Dan Pavlik, Campus Carrier Asst. Sports Editor
|Bailey Albertson | CAMPUS CARRIER|
reshman Evan Sale, left, and junior Bailey Martin battle for a ground ball during practice in preparation for Senior Day on Saturday at 1 p.m. against Sewanee.
The end of an exciting season is approaching for the men’s lacrosse team. They are 9-3, and currently sit in second place in the Southern Athletic Association (SAA) Conference.
A high-powered offense paired with an efficient defense has been the Vikings’ secret formula this year. The offense is putting up an average of 15 goals per game and has only scored below double digits twice, resulting in an offensive onslaught of 180 goals on 120 assists.
Sophomore attackman Chris Berchock currently has a SAA leading 41 goals. The next closest player has 26. Head Coach Curtis Gilbert spoke about the spark Berchock gives the Vikings.
“He’s a squirrel,” Gilbert said. “He has lightning quick hands and can play anywhere on the offensive end with relentless energy.”
The defense has also stood strong, only allowing an average of eight goals a game. This has given the offense more cushion room and kept pressure off goal scorers. The defense does more than stop goals however; it is their job to relay the ball to the offense after a turnover or change of possession. When the offense moves the ball into the opponent’s zone, the stat is called a clear. The Vikings have successfully cleared the zone on 87 percent of their attempts this season, and have also caused 122 total turnovers.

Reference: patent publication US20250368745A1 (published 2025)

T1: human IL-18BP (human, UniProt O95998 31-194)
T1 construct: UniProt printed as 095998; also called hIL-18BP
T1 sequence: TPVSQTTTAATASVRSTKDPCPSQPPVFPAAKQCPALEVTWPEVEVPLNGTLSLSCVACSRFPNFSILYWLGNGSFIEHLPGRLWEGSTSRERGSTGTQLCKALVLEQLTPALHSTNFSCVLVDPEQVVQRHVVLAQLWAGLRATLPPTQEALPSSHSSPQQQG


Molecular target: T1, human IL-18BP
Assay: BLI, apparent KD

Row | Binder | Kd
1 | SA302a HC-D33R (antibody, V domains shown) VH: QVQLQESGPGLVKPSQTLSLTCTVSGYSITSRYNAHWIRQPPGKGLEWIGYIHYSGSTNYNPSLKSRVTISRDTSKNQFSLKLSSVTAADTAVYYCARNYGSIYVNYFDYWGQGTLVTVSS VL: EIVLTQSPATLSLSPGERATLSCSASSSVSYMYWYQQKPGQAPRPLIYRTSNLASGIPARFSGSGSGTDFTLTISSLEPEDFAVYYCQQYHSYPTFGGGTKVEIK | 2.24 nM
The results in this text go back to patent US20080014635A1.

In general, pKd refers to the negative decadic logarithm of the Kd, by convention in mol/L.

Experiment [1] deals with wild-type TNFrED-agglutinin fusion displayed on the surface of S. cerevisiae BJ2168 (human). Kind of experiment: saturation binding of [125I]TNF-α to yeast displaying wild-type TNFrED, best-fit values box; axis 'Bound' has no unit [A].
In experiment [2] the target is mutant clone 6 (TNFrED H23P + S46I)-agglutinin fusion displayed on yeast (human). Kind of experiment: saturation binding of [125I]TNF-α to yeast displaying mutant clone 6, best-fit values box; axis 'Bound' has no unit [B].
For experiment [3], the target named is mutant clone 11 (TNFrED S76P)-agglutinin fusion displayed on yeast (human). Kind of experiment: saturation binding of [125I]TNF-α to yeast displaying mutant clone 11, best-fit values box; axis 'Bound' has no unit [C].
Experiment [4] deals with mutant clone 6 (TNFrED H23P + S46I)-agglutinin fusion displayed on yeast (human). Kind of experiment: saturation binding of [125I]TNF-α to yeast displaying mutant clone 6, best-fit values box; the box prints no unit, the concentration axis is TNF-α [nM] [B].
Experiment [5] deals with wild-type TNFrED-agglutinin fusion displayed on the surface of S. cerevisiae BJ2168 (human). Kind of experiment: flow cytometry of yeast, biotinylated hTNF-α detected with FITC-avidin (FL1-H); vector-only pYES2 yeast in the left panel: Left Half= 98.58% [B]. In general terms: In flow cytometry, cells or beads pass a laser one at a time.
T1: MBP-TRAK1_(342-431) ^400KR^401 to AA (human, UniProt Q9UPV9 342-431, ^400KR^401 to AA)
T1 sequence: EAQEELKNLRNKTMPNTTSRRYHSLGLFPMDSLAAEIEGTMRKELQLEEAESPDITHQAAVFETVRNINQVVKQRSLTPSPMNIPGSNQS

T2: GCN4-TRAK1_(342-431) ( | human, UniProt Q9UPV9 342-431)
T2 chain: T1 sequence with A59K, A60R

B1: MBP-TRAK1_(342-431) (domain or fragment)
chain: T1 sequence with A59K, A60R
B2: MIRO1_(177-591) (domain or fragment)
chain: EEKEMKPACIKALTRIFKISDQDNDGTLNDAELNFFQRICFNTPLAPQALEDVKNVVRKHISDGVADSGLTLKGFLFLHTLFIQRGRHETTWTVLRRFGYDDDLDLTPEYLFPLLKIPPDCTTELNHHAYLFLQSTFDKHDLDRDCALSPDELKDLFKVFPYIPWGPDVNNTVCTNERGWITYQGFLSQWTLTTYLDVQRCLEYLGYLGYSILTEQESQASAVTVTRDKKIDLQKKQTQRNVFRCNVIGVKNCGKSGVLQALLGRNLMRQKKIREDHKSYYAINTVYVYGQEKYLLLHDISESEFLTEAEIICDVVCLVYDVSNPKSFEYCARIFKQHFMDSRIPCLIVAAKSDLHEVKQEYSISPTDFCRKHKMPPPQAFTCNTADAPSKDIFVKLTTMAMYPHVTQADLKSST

Of course, a defense would be nothing without somebody brave enough to stand between a lacrosse ball hurled 80 mph at their face and the goal. On opening day, starting goaltender Kevin Murphy gave insight into his unique position.
“It takes a certain type of crazy to be a goalie,” Murphy said. “I have bruises everywhere from blocking shots and I usually leave practice pretty sore. But I still wouldn’t change my position for the world.”
The lacrosse team is a tight knit group on and off the field. Their sense of community is a key reason they click so well on the field. These ideals have been passed down from generations of Berry lacrosse players, starting with the seniors.
“It wasn’t even our first official practice yet and guys were already butting heads,” Murphy said. “That really woke me up and set the standard for practice.”
Freshman Evan Sale wasn’t quite sure what he was getting into in his first year of college lacrosse, but he did shed some light on his new lacrosse brethren.
“I knew that it would be a whole lot different and I didn’t know anyone at all coming in,” Sale said. “But the seniors created a brotherhood with all of us from day one. They made it clear that everyone has a different role on the team whether you’re playing or not, and everybody has really bought in.”
Senior Day will take place on Pearson Field on Saturday at
1 p.m. against Sewanee University. Pearson Field was the home field for the lacrosse team before Valhalla was built.
“Way back before we had the stadium, these seniors used to line Pearson Field themselves on game day,” Gilbert said. “We really want to send them out on a high note.”